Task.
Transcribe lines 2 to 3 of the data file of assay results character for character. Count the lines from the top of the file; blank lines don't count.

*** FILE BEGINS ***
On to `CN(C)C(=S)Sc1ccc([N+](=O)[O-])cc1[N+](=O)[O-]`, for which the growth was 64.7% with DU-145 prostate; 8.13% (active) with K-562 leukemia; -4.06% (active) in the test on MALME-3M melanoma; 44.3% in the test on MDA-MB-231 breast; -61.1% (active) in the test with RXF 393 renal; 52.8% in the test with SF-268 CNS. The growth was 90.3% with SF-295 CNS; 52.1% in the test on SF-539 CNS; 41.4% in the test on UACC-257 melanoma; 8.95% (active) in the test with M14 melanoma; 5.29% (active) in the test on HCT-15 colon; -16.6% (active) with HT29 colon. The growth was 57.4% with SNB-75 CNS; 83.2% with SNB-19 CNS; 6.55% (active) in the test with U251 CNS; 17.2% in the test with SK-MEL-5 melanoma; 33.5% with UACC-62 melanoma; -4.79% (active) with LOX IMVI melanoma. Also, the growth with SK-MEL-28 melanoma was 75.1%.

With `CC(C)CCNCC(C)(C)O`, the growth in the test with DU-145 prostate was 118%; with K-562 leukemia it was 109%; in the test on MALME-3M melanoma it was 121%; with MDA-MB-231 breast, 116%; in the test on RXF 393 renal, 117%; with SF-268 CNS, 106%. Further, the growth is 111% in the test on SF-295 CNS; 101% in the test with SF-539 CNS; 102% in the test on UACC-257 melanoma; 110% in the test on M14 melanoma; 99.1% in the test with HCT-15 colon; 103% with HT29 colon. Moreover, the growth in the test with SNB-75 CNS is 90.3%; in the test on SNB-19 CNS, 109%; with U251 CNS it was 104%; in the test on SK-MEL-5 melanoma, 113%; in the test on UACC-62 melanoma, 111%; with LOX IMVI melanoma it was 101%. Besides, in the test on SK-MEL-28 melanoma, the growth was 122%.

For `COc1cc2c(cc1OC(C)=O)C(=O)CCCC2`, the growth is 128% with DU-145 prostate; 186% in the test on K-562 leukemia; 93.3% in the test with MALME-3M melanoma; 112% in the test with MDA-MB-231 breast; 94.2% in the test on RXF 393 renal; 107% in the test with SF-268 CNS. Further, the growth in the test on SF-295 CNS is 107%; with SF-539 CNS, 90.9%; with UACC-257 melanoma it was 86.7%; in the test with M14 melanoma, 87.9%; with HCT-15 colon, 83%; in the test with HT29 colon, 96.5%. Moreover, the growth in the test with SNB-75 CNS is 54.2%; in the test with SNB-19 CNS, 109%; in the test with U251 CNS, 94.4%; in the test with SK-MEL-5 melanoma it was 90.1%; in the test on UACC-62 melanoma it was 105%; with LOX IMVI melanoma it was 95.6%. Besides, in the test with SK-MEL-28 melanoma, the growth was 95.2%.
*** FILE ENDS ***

With `CC(C)CCNCC(C)(C)O`, the growth in the test with DU-145 prostate was 118%; with K-562 leukemia it was 109%; in the test on MALME-3M melanoma it was 121%; with MDA-MB-231 breast, 116%; in the test on RXF 393 renal, 117%; with SF-268 CNS, 106%. Further, the growth is 111% in the test on SF-295 CNS; 101% in the test with SF-539 CNS; 102% in the test on UACC-257 melanoma; 110% in the test on M14 melanoma; 99.1% in the test with HCT-15 colon; 103% with HT29 colon. Moreover, the growth in the test with SNB-75 CNS is 90.3%; in the test on SNB-19 CNS, 109%; with U251 CNS it was 104%; in the test on SK-MEL-5 melanoma, 113%; in the test on UACC-62 melanoma, 111%; with LOX IMVI melanoma it was 101%. Besides, in the test on SK-MEL-28 melanoma, the growth was 122%.

For `COc1cc2c(cc1OC(C)=O)C(=O)CCCC2`, the growth is 128% with DU-145 prostate; 186% in the test on K-562 leukemia; 93.3% in the test with MALME-3M melanoma; 112% in the test with MDA-MB-231 breast; 94.2% in the test on RXF 393 renal; 107% in the test with SF-268 CNS. Further, the growth in the test on SF-295 CNS is 107%; with SF-539 CNS, 90.9%; with UACC-257 melanoma it was 86.7%; in the test with M14 melanoma, 87.9%; with HCT-15 colon, 83%; in the test with HT29 colon, 96.5%. Moreover, the growth in the test with SNB-75 CNS is 54.2%; in the test with SNB-19 CNS, 109%; in the test with U251 CNS, 94.4%; in the test with SK-MEL-5 melanoma it was 90.1%; in the test on UACC-62 melanoma it was 105%; with LOX IMVI melanoma it was 95.6%. Besides, in the test with SK-MEL-28 melanoma, the growth was 95.2%.